Your comment on "return per dollar"......... I am absolutely talking about FREE performance just by being more exacting and more conscientious of what and how one does routing maintenance.. It is free, one just has to put in the effort and time to do it.

No doubt we could continue down the rabbit hole and some will understand many will dismiss it..... I at this point don't really much care for those who dismiss it and have no time for those people.
One of those cases where "I know what I know, and I know it works because I have done it numerous times with real testing" which is far more than any of the naysayers can lay claim to.
~ not putting you in either category~ but I could list off dozens of forum members who clearly fall in the lack of caring attitude category, because they know not what they don't know and never will because they find life simpler to believe a lie than to actually try and understand the truth.

Stupid people say stupid things on the internet, so be wary of who those people are. If you solicit advice on the internet, just keep in mind 99% of what you'll receive is not based on fact or science-and likely atleast 95% of it is based on bullshit and bravado regurgitated from some other schlub who also did not experience any of what they claim and are also full of shit. If you don't like my bluntness- too bad. I am not here to please you, so move along, your approval is not desired nor is it needed. So before opening your pie hole and adding more stupidity, perhaps sit back, listen, absorb and learn something. You know that saying, it is better to remain silent and thought a fool than to open your mouth and remove all doubt!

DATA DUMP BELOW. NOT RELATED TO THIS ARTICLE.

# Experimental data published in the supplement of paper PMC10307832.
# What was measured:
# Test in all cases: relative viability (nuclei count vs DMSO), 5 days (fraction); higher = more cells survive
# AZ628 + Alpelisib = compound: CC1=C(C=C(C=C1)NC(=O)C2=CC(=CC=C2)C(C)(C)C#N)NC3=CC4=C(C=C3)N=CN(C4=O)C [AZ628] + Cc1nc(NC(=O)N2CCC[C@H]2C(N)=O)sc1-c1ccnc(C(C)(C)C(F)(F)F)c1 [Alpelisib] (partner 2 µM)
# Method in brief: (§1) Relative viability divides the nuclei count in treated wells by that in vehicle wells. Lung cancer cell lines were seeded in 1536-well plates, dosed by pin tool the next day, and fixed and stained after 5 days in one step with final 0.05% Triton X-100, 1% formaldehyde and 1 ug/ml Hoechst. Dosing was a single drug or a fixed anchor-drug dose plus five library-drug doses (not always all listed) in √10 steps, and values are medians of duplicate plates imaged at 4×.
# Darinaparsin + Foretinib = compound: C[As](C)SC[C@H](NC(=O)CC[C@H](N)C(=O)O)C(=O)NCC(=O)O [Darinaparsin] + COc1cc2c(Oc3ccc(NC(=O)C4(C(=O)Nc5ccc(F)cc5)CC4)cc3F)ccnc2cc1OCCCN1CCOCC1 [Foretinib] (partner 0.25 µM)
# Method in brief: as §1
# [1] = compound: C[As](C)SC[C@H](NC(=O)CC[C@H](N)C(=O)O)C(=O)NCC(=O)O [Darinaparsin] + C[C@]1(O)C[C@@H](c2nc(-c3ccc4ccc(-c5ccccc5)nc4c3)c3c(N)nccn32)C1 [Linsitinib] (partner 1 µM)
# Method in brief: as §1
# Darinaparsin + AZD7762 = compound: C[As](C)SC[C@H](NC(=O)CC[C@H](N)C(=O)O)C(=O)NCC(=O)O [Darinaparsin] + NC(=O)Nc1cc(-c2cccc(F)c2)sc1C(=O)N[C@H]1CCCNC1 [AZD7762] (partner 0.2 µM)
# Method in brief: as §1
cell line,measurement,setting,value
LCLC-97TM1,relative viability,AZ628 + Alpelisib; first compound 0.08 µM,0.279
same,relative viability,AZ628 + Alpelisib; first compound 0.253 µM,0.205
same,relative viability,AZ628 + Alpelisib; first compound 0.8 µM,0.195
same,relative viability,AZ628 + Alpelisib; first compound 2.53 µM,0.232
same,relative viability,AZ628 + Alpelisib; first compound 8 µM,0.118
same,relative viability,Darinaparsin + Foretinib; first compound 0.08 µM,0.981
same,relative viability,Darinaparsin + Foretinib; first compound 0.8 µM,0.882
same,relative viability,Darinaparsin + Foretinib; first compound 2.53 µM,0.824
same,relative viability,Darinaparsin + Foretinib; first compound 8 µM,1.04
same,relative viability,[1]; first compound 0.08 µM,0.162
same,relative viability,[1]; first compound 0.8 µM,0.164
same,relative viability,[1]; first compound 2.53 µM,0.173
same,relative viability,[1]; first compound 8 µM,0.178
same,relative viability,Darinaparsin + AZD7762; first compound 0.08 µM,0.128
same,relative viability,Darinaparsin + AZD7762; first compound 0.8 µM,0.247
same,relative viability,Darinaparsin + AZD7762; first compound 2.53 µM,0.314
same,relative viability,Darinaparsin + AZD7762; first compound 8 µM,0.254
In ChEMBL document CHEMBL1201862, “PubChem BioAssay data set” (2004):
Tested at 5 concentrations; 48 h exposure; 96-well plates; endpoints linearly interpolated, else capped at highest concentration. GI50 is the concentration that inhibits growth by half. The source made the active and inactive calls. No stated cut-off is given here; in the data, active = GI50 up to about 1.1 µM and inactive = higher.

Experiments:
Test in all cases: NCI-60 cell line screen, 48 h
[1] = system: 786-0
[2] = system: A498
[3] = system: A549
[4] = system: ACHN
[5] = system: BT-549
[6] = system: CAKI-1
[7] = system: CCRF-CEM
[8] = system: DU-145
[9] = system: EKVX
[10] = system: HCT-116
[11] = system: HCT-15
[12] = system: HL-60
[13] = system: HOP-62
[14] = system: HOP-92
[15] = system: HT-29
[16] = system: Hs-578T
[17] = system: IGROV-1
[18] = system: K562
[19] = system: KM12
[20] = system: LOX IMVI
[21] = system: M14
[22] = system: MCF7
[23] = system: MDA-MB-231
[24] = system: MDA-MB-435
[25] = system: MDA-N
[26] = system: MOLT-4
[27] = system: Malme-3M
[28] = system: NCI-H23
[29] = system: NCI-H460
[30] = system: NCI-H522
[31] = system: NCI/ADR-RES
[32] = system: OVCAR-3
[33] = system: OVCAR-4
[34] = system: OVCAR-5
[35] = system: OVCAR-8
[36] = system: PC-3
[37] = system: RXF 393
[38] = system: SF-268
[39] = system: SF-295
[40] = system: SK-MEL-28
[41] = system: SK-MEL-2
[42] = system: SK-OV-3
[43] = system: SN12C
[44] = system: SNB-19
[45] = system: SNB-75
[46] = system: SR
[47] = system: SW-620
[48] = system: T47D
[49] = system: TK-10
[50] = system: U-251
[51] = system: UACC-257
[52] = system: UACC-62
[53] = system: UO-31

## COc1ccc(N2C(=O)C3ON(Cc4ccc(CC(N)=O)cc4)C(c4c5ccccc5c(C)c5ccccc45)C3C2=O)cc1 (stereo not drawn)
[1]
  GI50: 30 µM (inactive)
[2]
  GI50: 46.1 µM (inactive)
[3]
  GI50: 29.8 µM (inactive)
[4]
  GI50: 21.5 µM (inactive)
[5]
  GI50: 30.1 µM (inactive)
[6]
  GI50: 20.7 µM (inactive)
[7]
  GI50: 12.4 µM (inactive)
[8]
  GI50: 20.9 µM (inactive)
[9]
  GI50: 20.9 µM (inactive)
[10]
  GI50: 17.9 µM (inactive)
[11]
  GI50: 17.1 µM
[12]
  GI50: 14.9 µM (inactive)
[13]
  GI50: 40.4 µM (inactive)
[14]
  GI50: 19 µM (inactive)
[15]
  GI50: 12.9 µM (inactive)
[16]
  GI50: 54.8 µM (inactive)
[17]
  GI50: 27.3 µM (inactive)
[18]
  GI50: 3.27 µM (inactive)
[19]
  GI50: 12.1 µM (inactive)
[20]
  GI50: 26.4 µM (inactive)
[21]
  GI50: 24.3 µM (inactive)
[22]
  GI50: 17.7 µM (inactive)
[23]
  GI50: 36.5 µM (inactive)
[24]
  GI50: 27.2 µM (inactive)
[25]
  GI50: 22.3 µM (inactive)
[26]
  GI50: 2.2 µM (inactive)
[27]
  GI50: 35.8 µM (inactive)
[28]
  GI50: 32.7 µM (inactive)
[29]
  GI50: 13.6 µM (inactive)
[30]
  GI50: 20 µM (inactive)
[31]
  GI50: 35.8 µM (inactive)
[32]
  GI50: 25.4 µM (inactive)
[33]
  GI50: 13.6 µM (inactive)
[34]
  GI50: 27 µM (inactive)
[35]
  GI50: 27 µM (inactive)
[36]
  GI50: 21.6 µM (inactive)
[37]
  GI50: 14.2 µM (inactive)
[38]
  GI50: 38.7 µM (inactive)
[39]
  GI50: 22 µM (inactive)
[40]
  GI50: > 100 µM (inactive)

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post #27 of 415 Old 03-09-2015, 07:23 PM
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Appleton is 6 hours and 45 minutes from me, but Chicago is 4 hours and 30 minutes.

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post #28 of 415 Old 03-10-2015, 03:50 PM
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I would probably be better off having RIvers work on my stuff but I just enjoy doing stuff myself, even if sometimes it doesn't come out perfect the first time. I enjoy figuring out where I went wrong and improve for the next time. But then, I have actually been a mechanic for a good part of my life so I already have most of the basics that get non-mechanics into trouble quickly. I enjoy working on my own stuff but I don't really have a desire to work on anyone elses stuff. I would be happy to let them use my tools and sit through something with them but ultimately I don't want to be responsible for fucking up someone elses shit. Not that I would of course, fighter pilots used to have to put a lot of trust in my work.